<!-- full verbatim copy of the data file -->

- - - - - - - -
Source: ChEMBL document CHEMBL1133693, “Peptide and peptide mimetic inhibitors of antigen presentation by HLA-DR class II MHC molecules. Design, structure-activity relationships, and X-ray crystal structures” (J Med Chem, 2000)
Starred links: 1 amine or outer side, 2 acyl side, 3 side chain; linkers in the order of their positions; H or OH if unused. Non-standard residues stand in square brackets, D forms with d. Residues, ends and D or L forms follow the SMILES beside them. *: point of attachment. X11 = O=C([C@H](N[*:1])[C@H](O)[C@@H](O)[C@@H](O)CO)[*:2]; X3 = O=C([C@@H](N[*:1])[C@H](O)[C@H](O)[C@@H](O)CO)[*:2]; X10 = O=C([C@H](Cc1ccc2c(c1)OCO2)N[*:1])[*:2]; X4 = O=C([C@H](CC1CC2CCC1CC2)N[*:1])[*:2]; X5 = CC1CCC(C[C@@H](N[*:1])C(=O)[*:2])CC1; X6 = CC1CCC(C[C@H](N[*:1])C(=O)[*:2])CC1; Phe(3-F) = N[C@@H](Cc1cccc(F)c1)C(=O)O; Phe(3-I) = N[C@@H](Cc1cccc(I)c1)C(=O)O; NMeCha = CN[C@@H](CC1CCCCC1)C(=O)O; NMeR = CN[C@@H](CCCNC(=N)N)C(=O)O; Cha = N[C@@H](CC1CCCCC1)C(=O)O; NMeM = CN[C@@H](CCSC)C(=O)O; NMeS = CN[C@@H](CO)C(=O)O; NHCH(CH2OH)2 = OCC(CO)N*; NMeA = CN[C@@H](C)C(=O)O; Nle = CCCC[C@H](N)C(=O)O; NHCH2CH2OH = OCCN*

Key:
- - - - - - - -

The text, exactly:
Source: ChEMBL document CHEMBL1133693, “Peptide and peptide mimetic inhibitors of antigen presentation by HLA-DR class II MHC molecules. Design, structure-activity relationships, and X-ray crystal structures” (J Med Chem, 2000)
Starred links: 1 amine or outer side, 2 acyl side, 3 side chain; linkers in the order of their positions; H or OH if unused. Non-standard residues stand in square brackets, D forms with d. Residues, ends and D or L forms follow the SMILES beside them. *: point of attachment. X11 = O=C([C@H](N[*:1])[C@H](O)[C@@H](O)[C@@H](O)CO)[*:2]; X3 = O=C([C@@H](N[*:1])[C@H](O)[C@H](O)[C@@H](O)CO)[*:2]; X10 = O=C([C@H](Cc1ccc2c(c1)OCO2)N[*:1])[*:2]; X4 = O=C([C@H](CC1CC2CCC1CC2)N[*:1])[*:2]; X5 = CC1CCC(C[C@@H](N[*:1])C(=O)[*:2])CC1; X6 = CC1CCC(C[C@H](N[*:1])C(=O)[*:2])CC1; Phe(3-F) = N[C@@H](Cc1cccc(F)c1)C(=O)O; Phe(3-I) = N[C@@H](Cc1cccc(I)c1)C(=O)O; NMeCha = CN[C@@H](CC1CCCCC1)C(=O)O; NMeR = CN[C@@H](CCCNC(=N)N)C(=O)O; Cha = N[C@@H](CC1CCCCC1)C(=O)O; NMeM = CN[C@@H](CCSC)C(=O)O; NMeS = CN[C@@H](CO)C(=O)O; NHCH(CH2OH)2 = OCC(CO)N*; NMeA = CN[C@@H](C)C(=O)O; Nle = CCCC[C@H](N)C(=O)O; NHCH2CH2OH = OCCN*

Key: